A citizen is attracted by a huge mooncake at Changchun Shangri-la Hotel, northeast China’s Jilin province, on Aug 31, 2010. Mooncake manufacturers have waged wars on the market more than 20 days before the traditional Mid-Autumn Day.Photo/Xinhua
The Mid-Autumn Festival, which falls on Sept 8 this year, is a traditional Chinese holiday that originates from worship of the moon.
As its name suggests, the day falls in the middle of the fall season and symbolizes harvest and family reunions.
The festival, celebrated in the 15th day of the eighth month in the Chinese calendar, has no fixed date in the Western calendar, but the day always coincides with a full moon. It is also known as the Moon Festival.
Descriptions of the “Mid-Autumn” first appeared in “Rites of the Zhou”, a collection of ritual matters of the Western Zhou Dynasty some 3,000 years ago. It described the eighth lunar month, the second month of autumn, as “mid autumn.”
The Chinese began celebrating the Mid-Autumn Festival in the early Tang Dynasty (618 - 907), a period of material abundance and cultural blossoming.
The Chinese worshipped the moon by offering liquor, fruit and snacks outdoors, expressing thanks for bumper harvest and praying for the god of the moon to bring good luck.
The Temple of the Moon, or Yuetan, in downtown Beijing is where emperors of the Ming (1368-1644) and Qing (1644-1911) dynasties worshipped the moon.
The festival is considered an important Chinese holiday, next only to the Spring Festival, or the Chinese New Year.
The Chinese government listed the festival as intangible cultural heritage in 2006. It was made a public holiday in 2008.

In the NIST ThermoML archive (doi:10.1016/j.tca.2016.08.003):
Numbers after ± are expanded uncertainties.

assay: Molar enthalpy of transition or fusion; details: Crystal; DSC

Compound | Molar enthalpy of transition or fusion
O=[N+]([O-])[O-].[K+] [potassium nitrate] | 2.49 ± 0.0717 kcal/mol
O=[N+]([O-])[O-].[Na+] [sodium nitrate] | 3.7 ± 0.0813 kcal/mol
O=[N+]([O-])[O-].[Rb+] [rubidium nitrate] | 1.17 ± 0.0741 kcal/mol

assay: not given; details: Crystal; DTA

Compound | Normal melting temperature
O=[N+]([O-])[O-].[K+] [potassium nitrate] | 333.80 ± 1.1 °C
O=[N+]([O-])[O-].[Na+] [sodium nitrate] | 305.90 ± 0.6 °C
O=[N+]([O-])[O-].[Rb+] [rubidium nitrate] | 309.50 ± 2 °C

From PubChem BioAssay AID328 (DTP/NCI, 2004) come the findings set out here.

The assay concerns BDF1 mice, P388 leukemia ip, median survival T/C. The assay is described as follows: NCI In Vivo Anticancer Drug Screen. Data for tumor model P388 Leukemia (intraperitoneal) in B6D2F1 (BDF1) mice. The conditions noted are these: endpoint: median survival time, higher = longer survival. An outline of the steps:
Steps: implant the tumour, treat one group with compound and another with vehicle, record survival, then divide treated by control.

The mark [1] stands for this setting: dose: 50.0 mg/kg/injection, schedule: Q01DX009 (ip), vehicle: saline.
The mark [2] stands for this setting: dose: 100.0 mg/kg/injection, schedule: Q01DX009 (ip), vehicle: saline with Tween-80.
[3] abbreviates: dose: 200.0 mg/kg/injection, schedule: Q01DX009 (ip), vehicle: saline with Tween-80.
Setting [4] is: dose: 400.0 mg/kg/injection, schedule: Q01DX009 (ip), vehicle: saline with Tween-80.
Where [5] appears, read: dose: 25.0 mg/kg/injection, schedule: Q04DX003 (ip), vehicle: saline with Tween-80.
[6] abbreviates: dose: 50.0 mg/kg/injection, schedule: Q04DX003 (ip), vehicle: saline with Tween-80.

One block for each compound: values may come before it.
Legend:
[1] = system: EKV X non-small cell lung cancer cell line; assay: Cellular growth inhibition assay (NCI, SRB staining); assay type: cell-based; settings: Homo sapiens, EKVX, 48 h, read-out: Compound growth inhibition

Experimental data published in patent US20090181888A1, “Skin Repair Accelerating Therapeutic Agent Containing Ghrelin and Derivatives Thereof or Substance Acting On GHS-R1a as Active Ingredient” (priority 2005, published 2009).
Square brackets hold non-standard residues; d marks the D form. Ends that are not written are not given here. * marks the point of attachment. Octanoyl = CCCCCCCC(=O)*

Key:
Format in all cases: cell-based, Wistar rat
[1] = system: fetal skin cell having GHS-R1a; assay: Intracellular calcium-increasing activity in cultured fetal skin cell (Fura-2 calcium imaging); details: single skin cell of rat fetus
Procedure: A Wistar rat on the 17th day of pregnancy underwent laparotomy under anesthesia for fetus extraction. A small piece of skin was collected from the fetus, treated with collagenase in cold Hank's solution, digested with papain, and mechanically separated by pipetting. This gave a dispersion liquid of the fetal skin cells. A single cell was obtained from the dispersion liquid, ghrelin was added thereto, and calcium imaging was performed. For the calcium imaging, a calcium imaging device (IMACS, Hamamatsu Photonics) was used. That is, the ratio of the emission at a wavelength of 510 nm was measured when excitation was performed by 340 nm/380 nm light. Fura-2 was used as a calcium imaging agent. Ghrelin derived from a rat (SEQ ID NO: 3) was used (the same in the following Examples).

The Mid-Autumn Festival is characterized by:
Mooncakes: A legend goes that mooncakes were first made in the 14th Century, when people exchanged pancakes that were stuck with slips of paper reading “Kill the Mongols on the 15th day of the eighth month”. It was said to be a secret message from rebel leader Zhu Yuanzhang calling on the Chinese to overthrow the Mongolian rulers of the Yuan Dynasty (1279-1368)
Lord Rabbit: Known as Tu’er Ye in Chinese, the Lord Rabbit is a traditional icon of the festival. It has a human body, but a rabbit’s ears and mouth.
Matchmaking: The Chinese believe the god of the moon is a highly efficient matchmaker. In some parts of China, masquerades are held on the Mid-Autumn Festival for young men and women to find partners. One by one, young women are encouraged to throw their handkerchiefs to the crowd. The young man who catches and returns the handkerchief has a chance of romance.
Lanterns and dragon dances: These are traditional activities during the holiday, but are popular mainly in south China, particularly in Guangdong Province and Hong Kong.